The way that food industry lobbyists and PR people deal with critics follows a distinct pattern :
- attack them as ideologically motivated and/or hysterical;
- reduce complex and nuanced arguments to a simplistic parody and mock them;
- blame the consumer by arguing that the market’s only following what people want, and it’s people’s own fault if they choose to eat/drink the wrong things;
- claim the government can’t legislate to force people to make good choices. (1)
In an opinion piece in the Dominion Post entitled ‘The rise of the moral crusaders of academia’, (2) Karl du Fresne claims Otago University is a hotbed of ‘academic busybody-ism’- in which ‘self-righteous finger-waggers ‘and ‘moral crusaders’ wage a ‘constant campaign of shrill hectoring and haranguing’.
These ‘New Puritans’ exhibit an 'unshakeable moral sanctimony’ and, in making claims such as 'people who have bad eating habits are the victims of heartless, manipulative capitalists', they’re pushing the 'prevailing ideology' that people ‘are not responsible for their own choices and cannot be trusted to make their own decisions’.
In contrast to the academics’ ideological viewpoint, Du Fresne claims 'we all know that most New Zealanders are sensible enough not to binge on things that they know are bad for them if indulged in to excess'.
Clearly not everyone knows that or du Fresne wouldn't have a theme for his article, but more importantly, his assertion ignores the facts that a large number of Kiwis binge drink and that, as a nation, we have an extremely high incidence of dietary related conditions such as bowel cancer, heart disease and Type 2 diabetes. There’s also the relatively recent phenomenon of widespread weight gain that has resulted in over 2 million Kiwis being overweight and almost 1 million being classified as 'clinically obese'.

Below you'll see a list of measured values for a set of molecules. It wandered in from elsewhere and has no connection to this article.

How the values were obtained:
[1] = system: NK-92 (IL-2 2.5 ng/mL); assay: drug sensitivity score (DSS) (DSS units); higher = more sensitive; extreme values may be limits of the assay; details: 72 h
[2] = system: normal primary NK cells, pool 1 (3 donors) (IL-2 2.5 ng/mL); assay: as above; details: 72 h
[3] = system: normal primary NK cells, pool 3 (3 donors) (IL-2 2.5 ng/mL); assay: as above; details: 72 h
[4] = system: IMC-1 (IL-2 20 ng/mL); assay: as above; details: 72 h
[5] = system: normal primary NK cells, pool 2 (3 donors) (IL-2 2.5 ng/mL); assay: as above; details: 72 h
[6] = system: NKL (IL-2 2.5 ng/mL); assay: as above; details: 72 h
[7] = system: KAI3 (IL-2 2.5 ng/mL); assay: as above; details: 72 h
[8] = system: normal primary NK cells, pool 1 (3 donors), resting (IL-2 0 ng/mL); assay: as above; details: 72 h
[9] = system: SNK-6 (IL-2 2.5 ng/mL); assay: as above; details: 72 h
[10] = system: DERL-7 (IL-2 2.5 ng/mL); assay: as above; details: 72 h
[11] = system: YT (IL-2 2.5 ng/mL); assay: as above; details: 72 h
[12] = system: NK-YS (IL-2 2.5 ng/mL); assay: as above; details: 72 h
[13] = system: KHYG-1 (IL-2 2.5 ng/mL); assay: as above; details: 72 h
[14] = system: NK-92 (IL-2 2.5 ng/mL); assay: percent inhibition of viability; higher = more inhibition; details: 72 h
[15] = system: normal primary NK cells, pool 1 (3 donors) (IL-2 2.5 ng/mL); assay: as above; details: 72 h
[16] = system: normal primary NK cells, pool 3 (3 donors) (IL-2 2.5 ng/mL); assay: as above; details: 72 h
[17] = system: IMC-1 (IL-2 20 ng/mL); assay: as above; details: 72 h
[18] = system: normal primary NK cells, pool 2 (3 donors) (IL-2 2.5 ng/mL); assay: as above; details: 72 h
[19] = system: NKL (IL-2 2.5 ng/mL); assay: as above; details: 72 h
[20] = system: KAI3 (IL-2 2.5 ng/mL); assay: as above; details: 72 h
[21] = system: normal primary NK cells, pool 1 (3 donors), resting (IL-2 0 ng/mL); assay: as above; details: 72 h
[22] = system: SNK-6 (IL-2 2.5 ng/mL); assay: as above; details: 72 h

Dr Lisa Te Morenga,of Otago's Department of Human Nutrition, is singled out by du Fresne for special derision for her claim that it’s harder to make good choices about your health when you are poor. For Maori health to improve, she says, Maori socio-economic disadvantage needs to be addressed. People who have been poor and/or who have worked among poor people, will know this to be true – and anyone with intellect and integrity will know that the issues are complex.
Not so Karl du Fresne who dismisses it as ‘nonsense'. He claims ‘it recycles the tired old mantra that people are trapped into eating unhealthy food because it's cheap when plenty of nutritious food" (he cites 3 forms of carbohydrate -potatoes, pasta and rice) "is much cheaper than the Big Macs and KFC that a lot of people eat".
Actually no, it's not and Dr Te Morenga’s academic arguments cannot be reduced to ‘a tired old mantra’ unless the reducer has his own ideological agenda.